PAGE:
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LARC Dialogues | Overcoming Conflict in Colombia

In launching its ambitious new LARC Dialogues initiative last week, the University of Calgary’s Latin American Research Centre could, arguably, not have picked a topic of greater contemporary relevance.

After more than 50 years of conflict between the Government of Colombia and the guerrilla group FARC (Revolutionary Armed Forces of Colombia), the embattled Latin American country seems to be on the brink of peace, with negotiations currently underway between the two sides in Havana, Cuba.

As per its mission statement — to discuss and debate issues of modern significance for Latin America and beyond — the LARC Dialogues scored a great coup with its first event, held on April 26, at the Calgary Petroleum Club.

Juan Manuel Galán, Senator of Colombia, at LARC Dialogues from Latin American Research Centre on Vimeo.

Speakers discuss political, economic and social challenges with signing peace accord

Titled Overcoming Conflict in Colombia, and organized in partnership with the Colombian Consulate in Calgary, the program featured three speakers of great prominence. These included Nicolás Lloreda Ricaurte, the ambassador of Colombia to Canada; Ricardo Ávila, editor-in-chief of Portafolio, one of the leading Colombian media outlets on economic, business and financial issues; and Colombian senator Juan Manuel Galán, son of the political activist and presidential candidate Luis Carlos Galán, who was assassinated in 1989.

The poignant discussion explored the many political, economic and social challenges that could lie ahead upon the signing of the peace accord. The topics touched on included matters of justice. To be more specific, how will the victims of FARC be compensated and how will the former guerillas be integrated into Colombian society? Further, how might the Colombian economy be impacted by the new demands of peace?

Ricardo Ávila at LARC Dialogues from Latin American Research Centre on Vimeo.

Colombian senator calls for police reform, rebuilding local institutions and reducing corruption

Galán identified the need to revamp police services in the country.

“We need to reform our police system,” said Galán. “We don’t have a decentralized police force and we need our police to concentrate in the rural areas, which is what the army is now doing. Our police should focus in that area so that the army can concentrate on other security challenges related to the borders and strategic defence.”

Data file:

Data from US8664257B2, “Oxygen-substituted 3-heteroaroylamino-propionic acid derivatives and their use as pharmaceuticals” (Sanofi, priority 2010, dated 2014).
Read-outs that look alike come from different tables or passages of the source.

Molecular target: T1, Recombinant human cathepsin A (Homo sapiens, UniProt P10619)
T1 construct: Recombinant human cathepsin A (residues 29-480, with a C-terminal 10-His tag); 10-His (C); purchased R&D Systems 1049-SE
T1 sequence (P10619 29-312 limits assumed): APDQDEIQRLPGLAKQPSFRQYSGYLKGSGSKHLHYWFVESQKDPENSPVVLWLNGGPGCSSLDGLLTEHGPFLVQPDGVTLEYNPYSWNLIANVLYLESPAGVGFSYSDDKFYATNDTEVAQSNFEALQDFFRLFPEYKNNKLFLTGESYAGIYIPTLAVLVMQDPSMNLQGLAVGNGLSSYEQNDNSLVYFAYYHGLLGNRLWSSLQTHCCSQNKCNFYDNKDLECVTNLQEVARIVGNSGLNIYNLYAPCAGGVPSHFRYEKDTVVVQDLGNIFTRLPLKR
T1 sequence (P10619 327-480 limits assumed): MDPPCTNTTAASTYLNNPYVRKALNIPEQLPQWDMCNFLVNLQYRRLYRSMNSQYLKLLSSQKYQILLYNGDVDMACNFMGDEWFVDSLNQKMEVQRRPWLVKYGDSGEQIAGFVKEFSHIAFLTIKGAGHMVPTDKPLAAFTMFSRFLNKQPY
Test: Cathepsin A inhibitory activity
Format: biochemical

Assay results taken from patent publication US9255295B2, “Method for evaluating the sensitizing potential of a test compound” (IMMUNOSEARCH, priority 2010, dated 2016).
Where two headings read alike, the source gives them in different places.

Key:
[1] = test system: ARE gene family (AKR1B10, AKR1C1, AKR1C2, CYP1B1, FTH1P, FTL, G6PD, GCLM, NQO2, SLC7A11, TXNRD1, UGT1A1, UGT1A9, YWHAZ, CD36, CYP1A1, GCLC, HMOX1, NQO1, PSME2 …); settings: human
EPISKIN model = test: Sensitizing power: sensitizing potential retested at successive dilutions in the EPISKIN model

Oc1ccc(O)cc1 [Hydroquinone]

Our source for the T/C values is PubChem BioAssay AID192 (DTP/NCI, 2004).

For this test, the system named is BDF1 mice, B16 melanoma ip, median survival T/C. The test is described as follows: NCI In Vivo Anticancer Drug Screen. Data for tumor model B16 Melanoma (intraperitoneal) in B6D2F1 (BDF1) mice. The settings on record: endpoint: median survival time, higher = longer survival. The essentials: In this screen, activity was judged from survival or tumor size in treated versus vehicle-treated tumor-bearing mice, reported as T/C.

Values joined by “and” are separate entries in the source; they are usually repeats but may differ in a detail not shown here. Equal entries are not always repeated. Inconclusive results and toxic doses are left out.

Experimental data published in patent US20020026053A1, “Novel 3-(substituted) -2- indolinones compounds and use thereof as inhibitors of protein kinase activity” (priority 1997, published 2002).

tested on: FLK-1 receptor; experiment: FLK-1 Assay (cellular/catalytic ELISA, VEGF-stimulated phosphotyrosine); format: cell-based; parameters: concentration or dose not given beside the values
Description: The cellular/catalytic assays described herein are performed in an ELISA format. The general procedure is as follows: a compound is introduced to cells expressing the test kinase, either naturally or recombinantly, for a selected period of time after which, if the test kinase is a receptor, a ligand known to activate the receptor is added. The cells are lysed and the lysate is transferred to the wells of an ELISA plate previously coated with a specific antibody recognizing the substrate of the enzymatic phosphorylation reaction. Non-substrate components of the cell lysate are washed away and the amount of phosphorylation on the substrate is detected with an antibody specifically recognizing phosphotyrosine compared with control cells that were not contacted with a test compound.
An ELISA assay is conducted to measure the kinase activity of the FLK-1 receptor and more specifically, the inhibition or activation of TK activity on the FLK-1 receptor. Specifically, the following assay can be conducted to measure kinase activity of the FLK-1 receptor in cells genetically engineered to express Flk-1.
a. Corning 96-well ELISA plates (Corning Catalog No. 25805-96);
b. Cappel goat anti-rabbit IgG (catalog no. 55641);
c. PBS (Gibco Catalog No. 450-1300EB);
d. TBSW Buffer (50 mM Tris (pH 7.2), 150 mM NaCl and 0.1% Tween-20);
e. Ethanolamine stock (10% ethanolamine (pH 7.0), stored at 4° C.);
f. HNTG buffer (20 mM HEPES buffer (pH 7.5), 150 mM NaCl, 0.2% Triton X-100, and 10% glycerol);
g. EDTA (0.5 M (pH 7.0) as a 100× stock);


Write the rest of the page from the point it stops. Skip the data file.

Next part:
He added, “The police must stop corruption. For them to do that, we have to strengthen their capacity to conduct criminal investigations and build a trustful relationship with our citizens.”

Galán also stated that there is too much dependency on the national government in Colombia and he called for a rebuilding of local institutions at the regional level.

“We need to strengthen the capacity of our communities to be vigilant about decision-making, investments, the budget, infrastructure. This will help reduce the risk of corruption," he said.

While the success of the peace process looks promising at the moment, Galán warned of some of the potential pitfalls that could sink it — namely other illicit armed groups, such as the ELN (National Liberation Army). “We have to speed up negotiations with them, but with ELN, it’s more complicated,” said Galán. “They are even more dogmatic than FARC.”

Nicolás Lloreda Ricaurte, Colombian Ambassador to Canada, at LARC Dialogues from Latin American Research Centre on Vimeo.

Centre broadens scope of what's considered Latin American research

Pablo Policzer, director of the Latin American Research Centre, saw the first LARC Dialogues event as a great success and he hopes to expand the series in the future as an annual, or even, semi-annual affair.

“Even though this particular dialogue had a clear political focus, our vision is to host similar dialogues on a broad range of topics from the arts to the sciences,” said Policzer. “Whether it’s climate change, energy issues, economics, new developments in popular culture — there’s all sorts of ways we can imagine continuing this in the future.

“Traditionally, LARC has been the home of academics who think of themselves as Latin Americanists, but there’s all sorts of people doing incredible work in the region who don’t necessarily see themselves as Latin Americanists, whether they’re in medicine, engineering, physics.

“We’re aiming to broaden the scope of what Latin American research is all about," says Policzer.

Heath McCoy via UToday 

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Date: 
Tuesday, May 10, 2016